For additional care package ideas, check out The Find shopping site.  The Find is just an aggregator site so you’ll have to assemble these items yourself from different online stores featured.  Here are a few searches to get you started.

Advice: Letters FROM Camp

I started this blog because it’s so hard to find ideas about writing letters TO camp.  But there’s no shortage of parental advice and concern about letters FROM camp.  Check these out:

  • Decoding letters from camp. A recent New York Times post, “Letters from Sleep-away Camp,” included Randy Wedin’s decoding of his kids’ letters and their evolving sentiments.
  • No news… The Summer Camp Handbook advises that “No news is good news when it comes to kids at camp.  If you don’t receive any letters from your child while she’s at camp, you’re not alone.”
  • Downs and Ups. In the blog, Life the C Train, Clare’s “Letters from Camp” chronology perfectly summarizes the parent/child letter-writing experience.  If your child has never been to camp before, this is a must-read.
  • Letters = Love. Amy Howorth guest-wrote for Parent Talk Today.  She told how she dutifully to her kids at camp, which her kids did not of course reciprocate.  But all was forgotten when her son wrote, “Thanks for sending me the letters mom. It made me feel loved.”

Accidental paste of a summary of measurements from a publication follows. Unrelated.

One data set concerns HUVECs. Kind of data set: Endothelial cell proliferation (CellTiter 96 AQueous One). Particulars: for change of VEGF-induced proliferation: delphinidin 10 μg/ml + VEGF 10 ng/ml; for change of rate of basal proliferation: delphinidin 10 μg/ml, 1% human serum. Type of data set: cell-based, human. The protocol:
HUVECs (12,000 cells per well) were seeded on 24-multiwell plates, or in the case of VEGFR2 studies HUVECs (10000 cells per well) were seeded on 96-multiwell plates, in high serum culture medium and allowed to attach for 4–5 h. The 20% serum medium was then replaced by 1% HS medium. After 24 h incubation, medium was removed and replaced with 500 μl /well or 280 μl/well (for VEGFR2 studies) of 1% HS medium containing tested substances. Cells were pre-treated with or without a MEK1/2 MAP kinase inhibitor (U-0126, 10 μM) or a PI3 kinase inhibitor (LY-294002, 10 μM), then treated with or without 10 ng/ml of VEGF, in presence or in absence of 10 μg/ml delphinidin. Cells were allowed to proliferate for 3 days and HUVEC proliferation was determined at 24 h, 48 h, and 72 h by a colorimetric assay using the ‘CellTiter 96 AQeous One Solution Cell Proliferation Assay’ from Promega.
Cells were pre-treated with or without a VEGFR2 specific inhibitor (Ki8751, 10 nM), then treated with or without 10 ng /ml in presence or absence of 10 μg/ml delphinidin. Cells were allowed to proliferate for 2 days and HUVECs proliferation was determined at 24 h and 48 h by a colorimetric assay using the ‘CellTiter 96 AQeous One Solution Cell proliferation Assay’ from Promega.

• Letter from a shopaholic. If you’re a shopaholic, it’s probably a safe bet that your kid is one too, even at camp.  Check out Camp Letters – An SOS Letter from Summer Camp.
  • Visiting Day. A touching story from several years ago.  Every parent will relate to this story of letters and visitng day.
  • Funny letters back and forth. Mike Sacks’ funny — and very sarcastic — letters to and from camp – I recently linked to this funny post too.

Care Packages 101

Do you really “care”? Is the size and volume of your care package directly proportional to the amount of love you have for your child?  Of course not!  But a care package can be a great gift that your child will appreciate.

Ah, care packages, always a camp favorite.  I remember that as a camper, I always looked forward to them.  And it’s amazing what can come in a good care package.  A care package is simply a package full of goodies (not necessarily food) for your camper.  The best ones are the ones you make yourself.  But companies offer convenient, pre-made care packages as well.

I recently came across an old but still relevant article on care packages from the Columbus Parent Magazine.  The article  includes a plethora of tips on care packages.  Among others, the article includes a suggestion for a “letter shower,” a package full of letters from your child’s friends.  That’s a great idea, especially for their birthday when they may be missing their friends.  You can also send pictures.

Also check out this excellent story from the Associated Press:  Summer camp care package: What to send tweens and teens.

Camp rules. Finally, remember that some camps have different rules for different types of “packages.”  Because of potential pest problems, many camps won’t allow food in bunks and thus care packages may not allow food.  Other camps limit the number of care packages so that other kids don’t feel bad when they don’t get care packages.  Our camp only allows one care package per session.  But they’ll allow needed clothes to be sent.  And they also treat most manila envelopes as regular mail, which is unlimited.